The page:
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Nathaniel D. Douda, Vicki J. Volbrecht, Jessica M. Sheppard, Jamie K. Opper, Janice L. Nerger; Effects of Stimulus Duration and Background on Peripheral Color Perception. Journal of Vision 2012;12(14):37. doi: https://doi.org/10.1167/12.14.37.
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© ARVO (1962-2015); The Authors (2016-present)
This study investigated how peripheral hue perception at one stimulus size (4.24°) is affected by changes in stimulus duration and by the presence of a background field that is only detected by rods. The 4.24° stimulus is known to fill the perceptive fields of the four elemental hues at 10° temporal retinal eccentricity with a stimulus duration of 500 ms and a retinal illuminance of 20 td. Hue naming functions were obtained with this stimulus at eight stimulus durations (10, 20, 30, 50, 100, 250, 500, and 1000 ms) for four wavelengths (400, 490, 550, 610 nm) and two background conditions (no background and -1.0 log td) after 30 min dark adaptation. For the 400 and 610 nm stimuli hue perception was relatively unaffected by stimulus duration in both background conditions. For the 490 nm stimulus, individuals showed an increase (decrease) in the percent blue (green) with increasing stimulus duration in the no background condition while at approximately 30 ms the percent green (percent yellow) increased (decreased) with stimulus duration for the 550 nm stimulus under both background conditions. The -1.0 log td background reduced the overall amount of blueness perceived with the 400 and 490 nm stimuli, but did not change the temporal pattern. Saturation increased with stimulus duration and did not appear to be significantly affected by the presence or absence of the background. In summary, adaptation of rods appears to decrease the perception of blueness and may under some circumstances alter the temporal growth function of blueness.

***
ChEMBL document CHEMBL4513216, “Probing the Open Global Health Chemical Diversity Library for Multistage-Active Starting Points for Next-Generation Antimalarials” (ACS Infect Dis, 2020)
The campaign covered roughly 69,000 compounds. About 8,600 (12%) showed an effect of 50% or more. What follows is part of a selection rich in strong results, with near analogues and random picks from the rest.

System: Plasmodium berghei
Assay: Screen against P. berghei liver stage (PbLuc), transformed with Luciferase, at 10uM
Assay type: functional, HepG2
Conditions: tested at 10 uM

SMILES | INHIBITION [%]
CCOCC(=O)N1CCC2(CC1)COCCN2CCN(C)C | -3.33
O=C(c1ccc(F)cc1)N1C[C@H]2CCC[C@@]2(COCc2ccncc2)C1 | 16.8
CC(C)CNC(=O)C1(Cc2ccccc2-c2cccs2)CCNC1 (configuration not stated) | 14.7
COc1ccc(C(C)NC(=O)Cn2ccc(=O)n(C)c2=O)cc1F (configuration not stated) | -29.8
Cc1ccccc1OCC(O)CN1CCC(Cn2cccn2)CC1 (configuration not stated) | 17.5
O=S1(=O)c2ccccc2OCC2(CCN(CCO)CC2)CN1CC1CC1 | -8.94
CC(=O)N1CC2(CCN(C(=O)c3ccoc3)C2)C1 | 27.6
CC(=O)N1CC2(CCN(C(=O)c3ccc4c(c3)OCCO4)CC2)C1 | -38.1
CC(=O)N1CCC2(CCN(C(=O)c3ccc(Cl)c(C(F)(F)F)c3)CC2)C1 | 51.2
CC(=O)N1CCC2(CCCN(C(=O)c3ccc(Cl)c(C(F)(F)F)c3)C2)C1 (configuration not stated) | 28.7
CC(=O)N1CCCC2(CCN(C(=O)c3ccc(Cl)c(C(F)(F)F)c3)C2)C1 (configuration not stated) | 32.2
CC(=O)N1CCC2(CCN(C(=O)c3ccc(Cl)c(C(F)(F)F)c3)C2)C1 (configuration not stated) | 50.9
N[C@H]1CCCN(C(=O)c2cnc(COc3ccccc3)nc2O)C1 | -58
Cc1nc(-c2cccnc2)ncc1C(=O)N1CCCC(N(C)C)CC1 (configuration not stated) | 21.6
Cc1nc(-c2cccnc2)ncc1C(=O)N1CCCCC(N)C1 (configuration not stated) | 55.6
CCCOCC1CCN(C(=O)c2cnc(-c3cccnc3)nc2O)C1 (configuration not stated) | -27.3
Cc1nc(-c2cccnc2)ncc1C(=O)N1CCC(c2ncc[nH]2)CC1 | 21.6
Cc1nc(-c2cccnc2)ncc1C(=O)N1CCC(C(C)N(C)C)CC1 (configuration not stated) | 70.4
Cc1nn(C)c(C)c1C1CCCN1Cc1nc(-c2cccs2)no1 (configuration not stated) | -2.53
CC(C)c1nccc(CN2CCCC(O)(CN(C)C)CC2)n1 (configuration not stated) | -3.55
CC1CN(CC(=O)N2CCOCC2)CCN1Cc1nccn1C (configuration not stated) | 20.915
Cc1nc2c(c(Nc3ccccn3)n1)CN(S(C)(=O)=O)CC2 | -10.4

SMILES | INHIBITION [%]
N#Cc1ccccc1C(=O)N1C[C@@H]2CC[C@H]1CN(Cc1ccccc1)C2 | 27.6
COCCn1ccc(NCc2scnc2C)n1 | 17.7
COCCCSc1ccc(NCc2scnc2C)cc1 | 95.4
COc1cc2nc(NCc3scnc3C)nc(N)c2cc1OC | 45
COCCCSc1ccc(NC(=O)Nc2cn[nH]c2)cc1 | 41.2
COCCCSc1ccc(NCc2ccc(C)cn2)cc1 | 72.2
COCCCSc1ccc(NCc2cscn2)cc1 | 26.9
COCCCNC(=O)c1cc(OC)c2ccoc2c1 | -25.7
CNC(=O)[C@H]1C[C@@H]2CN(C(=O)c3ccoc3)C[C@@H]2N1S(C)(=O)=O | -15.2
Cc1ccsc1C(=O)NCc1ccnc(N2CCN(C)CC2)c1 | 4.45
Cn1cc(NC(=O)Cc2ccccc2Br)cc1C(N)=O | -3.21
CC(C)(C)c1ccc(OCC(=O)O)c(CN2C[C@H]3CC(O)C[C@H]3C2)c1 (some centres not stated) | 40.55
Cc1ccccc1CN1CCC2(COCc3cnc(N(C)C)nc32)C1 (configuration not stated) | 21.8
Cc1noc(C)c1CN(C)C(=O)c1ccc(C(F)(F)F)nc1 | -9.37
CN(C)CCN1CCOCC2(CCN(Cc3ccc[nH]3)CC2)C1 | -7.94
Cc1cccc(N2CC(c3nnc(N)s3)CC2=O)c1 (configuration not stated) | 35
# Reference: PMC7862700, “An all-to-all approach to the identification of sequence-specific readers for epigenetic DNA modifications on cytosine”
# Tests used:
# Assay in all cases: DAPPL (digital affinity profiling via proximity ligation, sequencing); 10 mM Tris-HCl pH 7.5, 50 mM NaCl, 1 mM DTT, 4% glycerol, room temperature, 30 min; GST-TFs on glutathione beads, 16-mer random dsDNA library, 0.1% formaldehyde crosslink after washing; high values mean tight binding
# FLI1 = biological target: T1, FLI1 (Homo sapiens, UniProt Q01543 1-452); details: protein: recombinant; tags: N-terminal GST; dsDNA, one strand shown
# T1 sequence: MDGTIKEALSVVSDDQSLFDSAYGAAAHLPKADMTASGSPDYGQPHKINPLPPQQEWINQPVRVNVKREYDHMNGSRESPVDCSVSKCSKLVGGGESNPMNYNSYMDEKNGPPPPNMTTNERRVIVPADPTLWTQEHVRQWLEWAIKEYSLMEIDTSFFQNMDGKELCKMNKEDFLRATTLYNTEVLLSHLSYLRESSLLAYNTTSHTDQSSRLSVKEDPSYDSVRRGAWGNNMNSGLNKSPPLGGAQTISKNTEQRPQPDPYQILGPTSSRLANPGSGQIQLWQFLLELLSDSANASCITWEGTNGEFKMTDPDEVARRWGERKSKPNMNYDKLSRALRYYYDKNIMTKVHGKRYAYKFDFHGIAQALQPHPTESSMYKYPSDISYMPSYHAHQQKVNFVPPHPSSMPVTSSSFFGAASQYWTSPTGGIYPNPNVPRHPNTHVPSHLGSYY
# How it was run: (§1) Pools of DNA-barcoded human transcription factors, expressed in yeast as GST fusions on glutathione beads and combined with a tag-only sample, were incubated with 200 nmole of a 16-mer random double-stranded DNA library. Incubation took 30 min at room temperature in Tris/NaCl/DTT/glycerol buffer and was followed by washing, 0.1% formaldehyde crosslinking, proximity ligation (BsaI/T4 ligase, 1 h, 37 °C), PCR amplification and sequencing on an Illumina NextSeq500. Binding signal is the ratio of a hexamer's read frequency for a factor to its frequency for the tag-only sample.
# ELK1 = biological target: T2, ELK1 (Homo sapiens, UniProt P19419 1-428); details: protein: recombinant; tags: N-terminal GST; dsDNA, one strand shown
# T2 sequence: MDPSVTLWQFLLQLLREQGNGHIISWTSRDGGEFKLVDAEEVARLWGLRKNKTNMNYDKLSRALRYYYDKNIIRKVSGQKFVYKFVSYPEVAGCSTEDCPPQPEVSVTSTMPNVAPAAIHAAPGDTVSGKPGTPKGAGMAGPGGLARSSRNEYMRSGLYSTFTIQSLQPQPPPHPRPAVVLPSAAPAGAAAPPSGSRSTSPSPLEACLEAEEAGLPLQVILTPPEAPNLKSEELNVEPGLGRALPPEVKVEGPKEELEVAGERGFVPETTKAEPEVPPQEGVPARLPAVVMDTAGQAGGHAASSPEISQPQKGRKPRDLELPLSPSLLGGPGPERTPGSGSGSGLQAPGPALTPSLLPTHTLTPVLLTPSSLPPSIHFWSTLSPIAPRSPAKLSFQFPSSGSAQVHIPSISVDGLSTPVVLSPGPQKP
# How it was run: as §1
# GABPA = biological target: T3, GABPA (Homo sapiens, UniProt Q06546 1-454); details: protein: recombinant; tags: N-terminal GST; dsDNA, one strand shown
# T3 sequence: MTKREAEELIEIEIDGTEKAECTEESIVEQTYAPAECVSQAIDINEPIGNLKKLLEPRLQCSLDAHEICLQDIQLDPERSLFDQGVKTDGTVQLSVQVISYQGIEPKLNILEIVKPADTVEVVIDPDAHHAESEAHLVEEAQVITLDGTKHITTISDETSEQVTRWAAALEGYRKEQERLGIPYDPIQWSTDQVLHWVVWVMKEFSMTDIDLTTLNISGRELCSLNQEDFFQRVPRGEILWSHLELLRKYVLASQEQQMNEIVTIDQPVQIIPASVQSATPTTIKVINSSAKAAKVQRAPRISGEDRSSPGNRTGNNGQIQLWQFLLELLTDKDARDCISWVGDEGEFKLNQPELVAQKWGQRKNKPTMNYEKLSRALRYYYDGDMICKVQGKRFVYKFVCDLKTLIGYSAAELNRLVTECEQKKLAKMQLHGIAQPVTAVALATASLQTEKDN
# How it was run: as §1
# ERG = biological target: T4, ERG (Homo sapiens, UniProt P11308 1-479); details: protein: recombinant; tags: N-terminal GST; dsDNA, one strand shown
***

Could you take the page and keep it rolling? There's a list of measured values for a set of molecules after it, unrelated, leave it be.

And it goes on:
Meeting abstract presented at OSA Fall Vision 2012
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